January 9, 2016

Is Silicon Valley the new Rust Belt?

Forward from Thomas Beyer:

Below is an intersting article on the future of cars and clustering in Silicon Valley.

http://www.cio.com/article/3018351/car-tech/why-detroit-is-moving-to-silicon-valley.html

My take is: Interesting.

e-cars, hybrids and hydrogen cars will grow significantly in market share, and soon, self driving vehicles enabling both the elderly as well as those less than 18 year old to be driven around. The future of the individual, or shared, vehicle is ensured. Do not believe all the public transit fanatics or Uber-haters (that we see here in MetroVan) that only bigger government with more $s for public transit will alleviate traffic jams.

My take is that we are seeing an evolution of transportation, where once, the medley of animals and modes of more pedestrian forms of transit became a monoculture of automobilia, we are now seeing a search for greater specificity and nuance in transportation needs – few are only X people, and few only need Y vehicle … just like we all have a computer, a tablet, a phone, and a music device, it makes sense that we might want different modes of transit as the needs of the day saw fit.

I know many people who own cars but still use Car2Go because occasionally that one-way-trip ability is useful. I have helped at least one friend with an SUV moving house by renting a ZipVan for 2 hours to help him out with the big things – and saved much $$ over renting one for the day. When the skytrains or seabus has failed, I’ve been able to change modes to get an EVO … and I would have been well suited this morning to having a MODO membership when I went snowshoeing.

There is much to be said for redundancy in transportation alternatives – some days your car won’t start, and its nice that you had an alternative, even if you lived in outer Surrey, for instance. At the moment, for many, there are no options, there is one option, and that leaves little room for a plan B.

(this logic extends to not having all ones economic eggs in one basket too … and why its nice to see that even Alberta wants to diversify)

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Comments

  1. It can make you wonder if spending billions on transit infrastructure is the right thing to do. It may be that a disruptive technology like cheap self-driving cars makes our investments obsolete.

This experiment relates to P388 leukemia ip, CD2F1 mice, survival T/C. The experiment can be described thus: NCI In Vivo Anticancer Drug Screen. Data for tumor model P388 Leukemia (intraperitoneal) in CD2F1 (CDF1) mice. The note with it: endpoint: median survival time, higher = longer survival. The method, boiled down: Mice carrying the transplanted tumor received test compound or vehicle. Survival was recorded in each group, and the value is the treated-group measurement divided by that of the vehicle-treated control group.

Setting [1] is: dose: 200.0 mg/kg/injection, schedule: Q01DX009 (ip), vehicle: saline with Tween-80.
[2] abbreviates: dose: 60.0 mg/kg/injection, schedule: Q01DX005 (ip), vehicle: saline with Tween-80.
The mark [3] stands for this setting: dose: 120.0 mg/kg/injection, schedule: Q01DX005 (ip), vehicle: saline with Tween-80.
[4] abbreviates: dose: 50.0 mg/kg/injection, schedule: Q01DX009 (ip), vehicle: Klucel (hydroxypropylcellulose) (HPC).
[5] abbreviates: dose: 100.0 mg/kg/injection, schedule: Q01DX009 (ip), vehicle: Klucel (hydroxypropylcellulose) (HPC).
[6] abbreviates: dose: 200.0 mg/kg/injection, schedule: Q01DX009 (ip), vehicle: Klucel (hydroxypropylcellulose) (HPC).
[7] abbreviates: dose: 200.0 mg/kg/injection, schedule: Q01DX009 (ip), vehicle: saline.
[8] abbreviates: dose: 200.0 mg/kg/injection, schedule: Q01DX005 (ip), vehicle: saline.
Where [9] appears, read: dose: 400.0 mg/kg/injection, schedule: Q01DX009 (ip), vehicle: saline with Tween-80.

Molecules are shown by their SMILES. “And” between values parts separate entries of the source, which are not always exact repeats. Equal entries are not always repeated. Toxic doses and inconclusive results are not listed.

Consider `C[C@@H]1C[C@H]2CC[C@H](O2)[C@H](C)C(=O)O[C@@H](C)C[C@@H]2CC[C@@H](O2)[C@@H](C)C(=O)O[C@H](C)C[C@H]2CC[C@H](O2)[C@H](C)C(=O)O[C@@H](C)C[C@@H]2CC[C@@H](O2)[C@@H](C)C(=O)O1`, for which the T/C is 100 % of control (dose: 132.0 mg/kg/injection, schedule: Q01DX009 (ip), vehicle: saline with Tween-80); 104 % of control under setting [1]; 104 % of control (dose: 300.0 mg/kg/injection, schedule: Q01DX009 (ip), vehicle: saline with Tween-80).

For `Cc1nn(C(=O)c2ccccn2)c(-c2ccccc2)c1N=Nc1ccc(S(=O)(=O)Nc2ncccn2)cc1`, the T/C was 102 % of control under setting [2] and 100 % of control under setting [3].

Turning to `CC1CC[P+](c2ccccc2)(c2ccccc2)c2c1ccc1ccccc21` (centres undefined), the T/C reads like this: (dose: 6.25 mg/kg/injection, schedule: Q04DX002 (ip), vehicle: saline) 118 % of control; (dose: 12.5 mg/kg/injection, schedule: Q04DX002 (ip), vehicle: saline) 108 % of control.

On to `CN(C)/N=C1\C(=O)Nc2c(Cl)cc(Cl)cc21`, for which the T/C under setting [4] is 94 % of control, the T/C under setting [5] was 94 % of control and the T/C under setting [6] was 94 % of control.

A logical step is to legalize Uber and buy out the taxi cartels for their lost oligarchy (which they paid good money for).
    Sometimes it seems folks on the left don’t want a solution to social ills that comes from the marketplace…and they try to stop it or slander it, or portray kinks and growing pains as root problems with the idea.
    For example: http://www.salon.com/2015/02/01/the_sharing_economy_is_a_lie_uber_ayn_rand_and_the_truth_about_tech_and_libertarians/

  2. GM invests heavily in Uber competitor Lyft: http://m.thestar.com/#/article/business/2016/01/04/gm-hails-lyft-with-500m-deal-to-develop-network-for-self-driving-cars.html
    The future of car sharing, ride sharing and self driving vehicles will allow many new options, and many new users, specifically the disabled, the elderly and the young. Public transit especially if rapid will play a major role but so will individually owned vehicles.
    ==> People want freedom of movement and freedom of self expression incl choice of quality & speed of the ride that a one size fits all public transit cannot provide !
    The new rust belt is the old rust belt – excl Silicon Valley which is a brain belt and here to stay.
    E-cars are simpler to assemble than gasoline powered or hybrids. Unionized workers at GM, Ford or Chrysler need to worry more than software engineers ( I used to be one btw before I switched to rental properties in the early 2000’s)

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